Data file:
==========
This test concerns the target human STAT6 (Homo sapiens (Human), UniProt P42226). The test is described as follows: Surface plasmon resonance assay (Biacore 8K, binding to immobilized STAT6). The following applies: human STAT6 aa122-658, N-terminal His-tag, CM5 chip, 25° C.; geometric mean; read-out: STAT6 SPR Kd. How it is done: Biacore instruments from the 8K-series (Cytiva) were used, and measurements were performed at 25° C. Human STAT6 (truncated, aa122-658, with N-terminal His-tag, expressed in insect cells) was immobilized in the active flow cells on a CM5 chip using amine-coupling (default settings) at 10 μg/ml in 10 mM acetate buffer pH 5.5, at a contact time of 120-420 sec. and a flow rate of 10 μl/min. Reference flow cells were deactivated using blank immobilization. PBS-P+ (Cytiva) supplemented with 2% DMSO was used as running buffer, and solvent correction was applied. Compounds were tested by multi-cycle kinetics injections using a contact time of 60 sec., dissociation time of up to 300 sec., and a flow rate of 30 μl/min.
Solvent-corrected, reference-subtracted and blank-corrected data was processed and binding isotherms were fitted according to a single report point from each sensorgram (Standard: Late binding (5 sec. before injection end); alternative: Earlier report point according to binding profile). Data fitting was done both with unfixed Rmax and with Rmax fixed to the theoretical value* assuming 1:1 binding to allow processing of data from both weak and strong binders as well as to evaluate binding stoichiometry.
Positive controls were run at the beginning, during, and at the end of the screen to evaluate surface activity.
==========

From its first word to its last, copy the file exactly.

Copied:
This test concerns the target human STAT6 (Homo sapiens (Human), UniProt P42226). The test is described as follows: Surface plasmon resonance assay (Biacore 8K, binding to immobilized STAT6). The following applies: human STAT6 aa122-658, N-terminal His-tag, CM5 chip, 25° C.; geometric mean; read-out: STAT6 SPR Kd. How it is done: Biacore instruments from the 8K-series (Cytiva) were used, and measurements were performed at 25° C. Human STAT6 (truncated, aa122-658, with N-terminal His-tag, expressed in insect cells) was immobilized in the active flow cells on a CM5 chip using amine-coupling (default settings) at 10 μg/ml in 10 mM acetate buffer pH 5.5, at a contact time of 120-420 sec. and a flow rate of 10 μl/min. Reference flow cells were deactivated using blank immobilization. PBS-P+ (Cytiva) supplemented with 2% DMSO was used as running buffer, and solvent correction was applied. Compounds were tested by multi-cycle kinetics injections using a contact time of 60 sec., dissociation time of up to 300 sec., and a flow rate of 30 μl/min.
Solvent-corrected, reference-subtracted and blank-corrected data was processed and binding isotherms were fitted according to a single report point from each sensorgram (Standard: Late binding (5 sec. before injection end); alternative: Earlier report point according to binding profile). Data fitting was done both with unfixed Rmax and with Rmax fixed to the theoretical value* assuming 1:1 binding to allow processing of data from both weak and strong binders as well as to evaluate binding stoichiometry.
Positive controls were run at the beginning, during, and at the end of the screen to evaluate surface activity.